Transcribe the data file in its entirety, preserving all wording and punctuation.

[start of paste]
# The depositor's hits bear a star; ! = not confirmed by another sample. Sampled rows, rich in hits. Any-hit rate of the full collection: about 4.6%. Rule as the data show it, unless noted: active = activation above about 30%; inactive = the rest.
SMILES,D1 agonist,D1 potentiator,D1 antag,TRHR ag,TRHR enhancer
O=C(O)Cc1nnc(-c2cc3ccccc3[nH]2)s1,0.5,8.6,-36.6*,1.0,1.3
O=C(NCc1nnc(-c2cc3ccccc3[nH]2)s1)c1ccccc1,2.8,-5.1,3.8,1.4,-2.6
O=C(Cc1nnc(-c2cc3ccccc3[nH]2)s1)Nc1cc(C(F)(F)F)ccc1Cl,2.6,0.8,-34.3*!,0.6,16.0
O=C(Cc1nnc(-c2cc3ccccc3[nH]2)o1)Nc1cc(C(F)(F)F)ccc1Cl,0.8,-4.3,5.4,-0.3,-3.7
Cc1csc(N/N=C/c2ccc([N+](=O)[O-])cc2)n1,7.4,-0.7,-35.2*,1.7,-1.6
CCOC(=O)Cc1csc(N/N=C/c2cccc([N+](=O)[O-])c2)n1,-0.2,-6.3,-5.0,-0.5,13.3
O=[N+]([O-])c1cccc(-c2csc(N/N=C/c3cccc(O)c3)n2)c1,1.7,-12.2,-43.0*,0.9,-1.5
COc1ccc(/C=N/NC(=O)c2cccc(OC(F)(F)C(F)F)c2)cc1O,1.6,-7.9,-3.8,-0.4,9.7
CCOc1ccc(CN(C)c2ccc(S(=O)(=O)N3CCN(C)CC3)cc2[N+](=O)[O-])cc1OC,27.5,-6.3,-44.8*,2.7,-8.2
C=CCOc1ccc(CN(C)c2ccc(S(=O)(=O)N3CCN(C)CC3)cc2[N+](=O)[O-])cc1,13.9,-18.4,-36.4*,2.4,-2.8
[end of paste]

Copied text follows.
# The depositor's hits bear a star; ! = not confirmed by another sample. Sampled rows, rich in hits. Any-hit rate of the full collection: about 4.6%. Rule as the data show it, unless noted: active = activation above about 30%; inactive = the rest.
SMILES,D1 agonist,D1 potentiator,D1 antag,TRHR ag,TRHR enhancer
O=C(O)Cc1nnc(-c2cc3ccccc3[nH]2)s1,0.5,8.6,-36.6*,1.0,1.3
O=C(NCc1nnc(-c2cc3ccccc3[nH]2)s1)c1ccccc1,2.8,-5.1,3.8,1.4,-2.6
O=C(Cc1nnc(-c2cc3ccccc3[nH]2)s1)Nc1cc(C(F)(F)F)ccc1Cl,2.6,0.8,-34.3*!,0.6,16.0
O=C(Cc1nnc(-c2cc3ccccc3[nH]2)o1)Nc1cc(C(F)(F)F)ccc1Cl,0.8,-4.3,5.4,-0.3,-3.7
Cc1csc(N/N=C/c2ccc([N+](=O)[O-])cc2)n1,7.4,-0.7,-35.2*,1.7,-1.6
CCOC(=O)Cc1csc(N/N=C/c2cccc([N+](=O)[O-])c2)n1,-0.2,-6.3,-5.0,-0.5,13.3
O=[N+]([O-])c1cccc(-c2csc(N/N=C/c3cccc(O)c3)n2)c1,1.7,-12.2,-43.0*,0.9,-1.5
COc1ccc(/C=N/NC(=O)c2cccc(OC(F)(F)C(F)F)c2)cc1O,1.6,-7.9,-3.8,-0.4,9.7
CCOc1ccc(CN(C)c2ccc(S(=O)(=O)N3CCN(C)CC3)cc2[N+](=O)[O-])cc1OC,27.5,-6.3,-44.8*,2.7,-8.2
C=CCOc1ccc(CN(C)c2ccc(S(=O)(=O)N3CCN(C)CC3)cc2[N+](=O)[O-])cc1,13.9,-18.4,-36.4*,2.4,-2.8